Laurie Miller Hornik Biography
Personal, Addresses, Career, Member, Honors Awards, Writings, Sidelights
Born 0027;s name Rob; Hobbies and other interests: Reading, long walks, spending time with family.
Agent—c/o Author Mail, Clarion Books, 215 Park Ave., New York, NY 10003.
Middle-school English teacher in New York, NY; writer.
North Carolina Children's Book Award, 2001, for The Secrets of Ms. Snickle's Class.
The Secrets of Ms. Snickle's Class, illustrated by Debbie Tilley, Clarion Books (New York, NY), 2001.
Zoo School, illustrated by Debbie Tilley, Clarion Books (New York, NY), 2004.
Author's books have been translated into German.
Middle school English teacher Laurie Miller Hornik is the author of two books that, not surprisingly, focus on school: Zoo School and The Secrets of Ms. Snickle's Class. A humorous story about third graders and an unconventional teacher, The Secrets of Ms. Snickle's Class focuses on freedom and trust. Although class rules specifically state that secrets must not be revealed, one student, Lacey, is determined to rock the boat. Using the Internet, as well as more devious means, Lacey uncovers all her classmate's hidden truths, but when she delves into her teacher's life she learns that sometimes keeping things secret is for the best. Noting that Ms. Snickle is "a wacky combination of Mrs. Piggle-Wiggle and Ms. Frizzle," teacher character from other popular children's books, School Library Journal contributor Terrie Dorio called The Secrets of Ms. Snickle's Class "an amusing read."
In Zoo School Ursula, Drake, and three other single-minded students enroll in an eccentric new school where, instead of books and tests, they learn from zookeepers who help them study the animals around them. Besides, they're really not sure who is in charge, because the principal, Ms. Font, never seems to be around. While the five classmates, who were chosen for the new school due to their own personality quirks, at first miss the structure of a normal school, they reconsider when school inspectors visit the school one day, and then shut it down the next. Joining forces in an effort to get Zoo School reopened, the children learn a valuable lesson in the process. "Hornik's characters are amusingly eccentric, and children will enjoy the idea of a classroom filled with animals," commented Kay Weisman in Booklist, while Jean Gaffney wrote in School Library Journal that Zoo School is "humorous" and "evenly paced." Gaffney went on to note that Hornik's "characters are clearly developed" in a novel that is "evenly paced," while a Publishers Weekly reviewer dubbed the book a "silly caper."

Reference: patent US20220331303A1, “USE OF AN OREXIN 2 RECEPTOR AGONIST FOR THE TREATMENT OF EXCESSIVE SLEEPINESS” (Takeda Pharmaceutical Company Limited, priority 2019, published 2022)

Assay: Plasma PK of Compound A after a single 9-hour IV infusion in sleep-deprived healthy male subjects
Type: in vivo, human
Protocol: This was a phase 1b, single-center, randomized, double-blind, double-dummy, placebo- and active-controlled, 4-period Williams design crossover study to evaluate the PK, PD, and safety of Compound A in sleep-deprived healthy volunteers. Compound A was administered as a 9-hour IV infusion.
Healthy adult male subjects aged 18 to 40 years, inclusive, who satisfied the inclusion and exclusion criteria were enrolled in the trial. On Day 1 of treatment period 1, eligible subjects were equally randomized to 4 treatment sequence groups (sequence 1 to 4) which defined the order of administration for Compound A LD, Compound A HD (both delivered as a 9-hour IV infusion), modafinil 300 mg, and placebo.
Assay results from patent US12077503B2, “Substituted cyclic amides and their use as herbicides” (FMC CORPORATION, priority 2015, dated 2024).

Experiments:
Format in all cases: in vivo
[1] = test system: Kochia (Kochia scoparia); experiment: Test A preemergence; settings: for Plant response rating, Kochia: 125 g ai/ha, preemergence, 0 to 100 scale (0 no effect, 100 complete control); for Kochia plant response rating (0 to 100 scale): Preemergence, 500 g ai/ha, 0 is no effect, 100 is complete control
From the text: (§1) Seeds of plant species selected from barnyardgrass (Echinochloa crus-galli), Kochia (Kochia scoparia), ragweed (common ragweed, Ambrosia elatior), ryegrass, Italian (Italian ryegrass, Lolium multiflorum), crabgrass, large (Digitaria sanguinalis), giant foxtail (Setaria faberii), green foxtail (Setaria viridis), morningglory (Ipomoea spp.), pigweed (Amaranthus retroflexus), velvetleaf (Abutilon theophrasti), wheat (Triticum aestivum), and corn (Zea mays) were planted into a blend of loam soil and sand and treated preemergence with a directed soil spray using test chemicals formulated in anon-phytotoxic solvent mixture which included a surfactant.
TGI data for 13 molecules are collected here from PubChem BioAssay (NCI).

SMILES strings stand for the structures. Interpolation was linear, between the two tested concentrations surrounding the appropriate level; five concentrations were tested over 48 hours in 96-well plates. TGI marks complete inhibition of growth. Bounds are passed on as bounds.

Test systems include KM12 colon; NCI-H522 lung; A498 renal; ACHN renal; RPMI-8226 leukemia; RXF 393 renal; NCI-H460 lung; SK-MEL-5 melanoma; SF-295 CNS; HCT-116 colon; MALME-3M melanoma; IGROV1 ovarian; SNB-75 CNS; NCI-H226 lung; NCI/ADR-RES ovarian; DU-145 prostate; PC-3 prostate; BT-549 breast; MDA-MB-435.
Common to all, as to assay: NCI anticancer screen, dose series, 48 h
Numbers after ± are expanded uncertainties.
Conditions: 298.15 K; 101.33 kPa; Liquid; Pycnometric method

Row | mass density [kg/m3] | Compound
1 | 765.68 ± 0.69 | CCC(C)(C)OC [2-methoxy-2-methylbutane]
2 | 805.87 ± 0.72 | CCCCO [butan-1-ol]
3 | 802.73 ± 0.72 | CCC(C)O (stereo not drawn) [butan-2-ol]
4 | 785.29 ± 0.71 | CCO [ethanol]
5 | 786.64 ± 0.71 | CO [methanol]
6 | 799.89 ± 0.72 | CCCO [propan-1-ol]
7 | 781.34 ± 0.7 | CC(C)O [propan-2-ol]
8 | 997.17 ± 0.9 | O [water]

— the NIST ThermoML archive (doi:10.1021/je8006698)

Biographical and Critical Sources
Booklist, June 1, 2004, Kay Weisman, review of Zoo School, p. 1726.
Instructor, November-December, 2001, Judy Freeman, review of The Secrets of Ms. Snickle's Class, p. 15.
Kirkus Reviews, May 15, 2004, review of Zoo School, p. 492.
Publishers Weekly, May 24, 2004, review of Zoo School, p. 62.
School Library Journal, August, 2001, Terrie Dorio, review of The Secrets of Ms. Snickle's Class, p. 154; June, 2004, Jean Gaffney, review of Zoo School, p. 110.
Houghton Mifflin Web site, http://www.houghtonmifflinbooks.com/ (February 27, 2005).
Laurie Miller Hornik Web site, http://www.lauriemillerhornik.com (February 27, 2005).
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